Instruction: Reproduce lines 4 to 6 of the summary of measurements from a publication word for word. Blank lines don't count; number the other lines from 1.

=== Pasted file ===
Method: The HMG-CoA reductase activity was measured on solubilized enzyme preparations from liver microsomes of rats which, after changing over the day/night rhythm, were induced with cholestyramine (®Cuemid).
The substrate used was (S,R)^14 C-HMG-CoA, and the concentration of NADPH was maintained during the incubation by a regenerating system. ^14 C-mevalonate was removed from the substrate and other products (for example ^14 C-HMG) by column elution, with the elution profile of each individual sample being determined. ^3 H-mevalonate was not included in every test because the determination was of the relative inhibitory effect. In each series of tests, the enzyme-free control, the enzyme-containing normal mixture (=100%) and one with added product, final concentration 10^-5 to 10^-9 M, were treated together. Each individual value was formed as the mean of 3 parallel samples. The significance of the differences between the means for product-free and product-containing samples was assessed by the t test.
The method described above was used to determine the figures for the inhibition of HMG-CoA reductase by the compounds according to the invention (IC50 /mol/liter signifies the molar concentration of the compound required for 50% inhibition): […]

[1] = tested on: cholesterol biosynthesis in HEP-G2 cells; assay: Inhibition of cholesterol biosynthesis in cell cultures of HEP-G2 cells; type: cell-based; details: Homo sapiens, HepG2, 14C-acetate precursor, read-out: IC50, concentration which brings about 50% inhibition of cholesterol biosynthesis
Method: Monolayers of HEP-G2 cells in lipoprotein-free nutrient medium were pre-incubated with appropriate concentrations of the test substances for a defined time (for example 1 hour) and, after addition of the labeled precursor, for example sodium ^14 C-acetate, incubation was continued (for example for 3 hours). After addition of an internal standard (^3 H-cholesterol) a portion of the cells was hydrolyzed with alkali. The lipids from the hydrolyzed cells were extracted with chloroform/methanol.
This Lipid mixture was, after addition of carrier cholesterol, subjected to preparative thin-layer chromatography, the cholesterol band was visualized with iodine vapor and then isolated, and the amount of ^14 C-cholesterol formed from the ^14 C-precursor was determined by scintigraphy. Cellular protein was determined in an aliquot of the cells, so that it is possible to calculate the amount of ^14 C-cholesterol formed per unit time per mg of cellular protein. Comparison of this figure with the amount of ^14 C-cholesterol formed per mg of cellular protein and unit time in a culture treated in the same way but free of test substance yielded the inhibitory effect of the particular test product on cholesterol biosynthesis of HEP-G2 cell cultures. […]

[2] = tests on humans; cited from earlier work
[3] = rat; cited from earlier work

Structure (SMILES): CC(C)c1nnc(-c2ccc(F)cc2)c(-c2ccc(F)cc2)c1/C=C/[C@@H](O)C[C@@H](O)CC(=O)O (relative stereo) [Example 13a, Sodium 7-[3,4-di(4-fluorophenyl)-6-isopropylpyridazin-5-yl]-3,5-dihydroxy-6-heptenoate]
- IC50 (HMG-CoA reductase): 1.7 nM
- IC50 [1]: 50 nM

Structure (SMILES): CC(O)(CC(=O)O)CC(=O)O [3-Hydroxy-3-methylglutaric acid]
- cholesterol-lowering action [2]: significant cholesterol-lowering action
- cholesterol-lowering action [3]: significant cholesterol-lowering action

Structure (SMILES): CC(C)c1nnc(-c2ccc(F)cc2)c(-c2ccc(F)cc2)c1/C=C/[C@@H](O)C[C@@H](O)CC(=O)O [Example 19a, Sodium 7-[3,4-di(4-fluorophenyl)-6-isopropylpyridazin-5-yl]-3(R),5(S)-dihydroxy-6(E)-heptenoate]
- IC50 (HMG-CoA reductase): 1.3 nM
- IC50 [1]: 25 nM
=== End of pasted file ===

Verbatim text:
[1] = tested on: cholesterol biosynthesis in HEP-G2 cells; assay: Inhibition of cholesterol biosynthesis in cell cultures of HEP-G2 cells; type: cell-based; details: Homo sapiens, HepG2, 14C-acetate precursor, read-out: IC50, concentration which brings about 50% inhibition of cholesterol biosynthesis
Method: Monolayers of HEP-G2 cells in lipoprotein-free nutrient medium were pre-incubated with appropriate concentrations of the test substances for a defined time (for example 1 hour) and, after addition of the labeled precursor, for example sodium ^14 C-acetate, incubation was continued (for example for 3 hours). After addition of an internal standard (^3 H-cholesterol) a portion of the cells was hydrolyzed with alkali. The lipids from the hydrolyzed cells were extracted with chloroform/methanol.
This Lipid mixture was, after addition of carrier cholesterol, subjected to preparative thin-layer chromatography, the cholesterol band was visualized with iodine vapor and then isolated, and the amount of ^14 C-cholesterol formed from the ^14 C-precursor was determined by scintigraphy. Cellular protein was determined in an aliquot of the cells, so that it is possible to calculate the amount of ^14 C-cholesterol formed per unit time per mg of cellular protein. Comparison of this figure with the amount of ^14 C-cholesterol formed per mg of cellular protein and unit time in a culture treated in the same way but free of test substance yielded the inhibitory effect of the particular test product on cholesterol biosynthesis of HEP-G2 cell cultures. […]